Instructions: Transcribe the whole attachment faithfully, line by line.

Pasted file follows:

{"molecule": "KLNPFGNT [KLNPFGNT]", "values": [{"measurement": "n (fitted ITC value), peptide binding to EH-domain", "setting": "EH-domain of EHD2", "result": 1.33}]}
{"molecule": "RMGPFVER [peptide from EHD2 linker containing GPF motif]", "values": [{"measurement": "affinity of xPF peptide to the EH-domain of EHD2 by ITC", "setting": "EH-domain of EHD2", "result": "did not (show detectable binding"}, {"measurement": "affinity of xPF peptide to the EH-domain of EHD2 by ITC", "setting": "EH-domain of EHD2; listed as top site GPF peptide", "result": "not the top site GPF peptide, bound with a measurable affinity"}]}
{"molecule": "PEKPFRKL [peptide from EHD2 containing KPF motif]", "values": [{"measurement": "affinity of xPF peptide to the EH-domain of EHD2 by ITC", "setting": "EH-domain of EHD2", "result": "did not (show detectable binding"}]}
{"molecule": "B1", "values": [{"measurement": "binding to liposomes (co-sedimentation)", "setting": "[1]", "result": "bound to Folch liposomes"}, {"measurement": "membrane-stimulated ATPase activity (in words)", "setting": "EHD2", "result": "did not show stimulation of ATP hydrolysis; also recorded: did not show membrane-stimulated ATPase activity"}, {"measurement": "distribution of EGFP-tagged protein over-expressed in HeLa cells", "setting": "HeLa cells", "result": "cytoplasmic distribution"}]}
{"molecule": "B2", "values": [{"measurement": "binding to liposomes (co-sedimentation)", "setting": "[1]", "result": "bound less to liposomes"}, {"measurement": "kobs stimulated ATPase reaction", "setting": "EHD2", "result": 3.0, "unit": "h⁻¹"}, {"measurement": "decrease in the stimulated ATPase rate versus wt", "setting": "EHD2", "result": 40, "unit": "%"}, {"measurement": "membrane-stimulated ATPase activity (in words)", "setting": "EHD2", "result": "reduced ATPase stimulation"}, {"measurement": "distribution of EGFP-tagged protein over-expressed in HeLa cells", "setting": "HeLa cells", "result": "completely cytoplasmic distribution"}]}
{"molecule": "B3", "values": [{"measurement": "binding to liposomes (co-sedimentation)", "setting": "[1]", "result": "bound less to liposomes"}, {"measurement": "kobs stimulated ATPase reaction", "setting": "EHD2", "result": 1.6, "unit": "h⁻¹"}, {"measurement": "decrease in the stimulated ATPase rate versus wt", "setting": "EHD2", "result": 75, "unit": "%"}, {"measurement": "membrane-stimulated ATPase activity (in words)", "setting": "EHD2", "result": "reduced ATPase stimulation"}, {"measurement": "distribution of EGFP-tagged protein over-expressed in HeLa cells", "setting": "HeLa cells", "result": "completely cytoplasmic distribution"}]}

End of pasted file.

{"molecule": "KLNPFGNT [KLNPFGNT]", "values": [{"measurement": "n (fitted ITC value), peptide binding to EH-domain", "setting": "EH-domain of EHD2", "result": 1.33}]}
{"molecule": "RMGPFVER [peptide from EHD2 linker containing GPF motif]", "values": [{"measurement": "affinity of xPF peptide to the EH-domain of EHD2 by ITC", "setting": "EH-domain of EHD2", "result": "did not (show detectable binding"}, {"measurement": "affinity of xPF peptide to the EH-domain of EHD2 by ITC", "setting": "EH-domain of EHD2; listed as top site GPF peptide", "result": "not the top site GPF peptide, bound with a measurable affinity"}]}
{"molecule": "PEKPFRKL [peptide from EHD2 containing KPF motif]", "values": [{"measurement": "affinity of xPF peptide to the EH-domain of EHD2 by ITC", "setting": "EH-domain of EHD2", "result": "did not (show detectable binding"}]}
{"molecule": "B1", "values": [{"measurement": "binding to liposomes (co-sedimentation)", "setting": "[1]", "result": "bound to Folch liposomes"}, {"measurement": "membrane-stimulated ATPase activity (in words)", "setting": "EHD2", "result": "did not show stimulation of ATP hydrolysis; also recorded: did not show membrane-stimulated ATPase activity"}, {"measurement": "distribution of EGFP-tagged protein over-expressed in HeLa cells", "setting": "HeLa cells", "result": "cytoplasmic distribution"}]}
{"molecule": "B2", "values": [{"measurement": "binding to liposomes (co-sedimentation)", "setting": "[1]", "result": "bound less to liposomes"}, {"measurement": "kobs stimulated ATPase reaction", "setting": "EHD2", "result": 3.0, "unit": "h⁻¹"}, {"measurement": "decrease in the stimulated ATPase rate versus wt", "setting": "EHD2", "result": 40, "unit": "%"}, {"measurement": "membrane-stimulated ATPase activity (in words)", "setting": "EHD2", "result": "reduced ATPase stimulation"}, {"measurement": "distribution of EGFP-tagged protein over-expressed in HeLa cells", "setting": "HeLa cells", "result": "completely cytoplasmic distribution"}]}
{"molecule": "B3", "values": [{"measurement": "binding to liposomes (co-sedimentation)", "setting": "[1]", "result": "bound less to liposomes"}, {"measurement": "kobs stimulated ATPase reaction", "setting": "EHD2", "result": 1.6, "unit": "h⁻¹"}, {"measurement": "decrease in the stimulated ATPase rate versus wt", "setting": "EHD2", "result": 75, "unit": "%"}, {"measurement": "membrane-stimulated ATPase activity (in words)", "setting": "EHD2", "result": "reduced ATPase stimulation"}, {"measurement": "distribution of EGFP-tagged protein over-expressed in HeLa cells", "setting": "HeLa cells", "result": "completely cytoplasmic distribution"}]}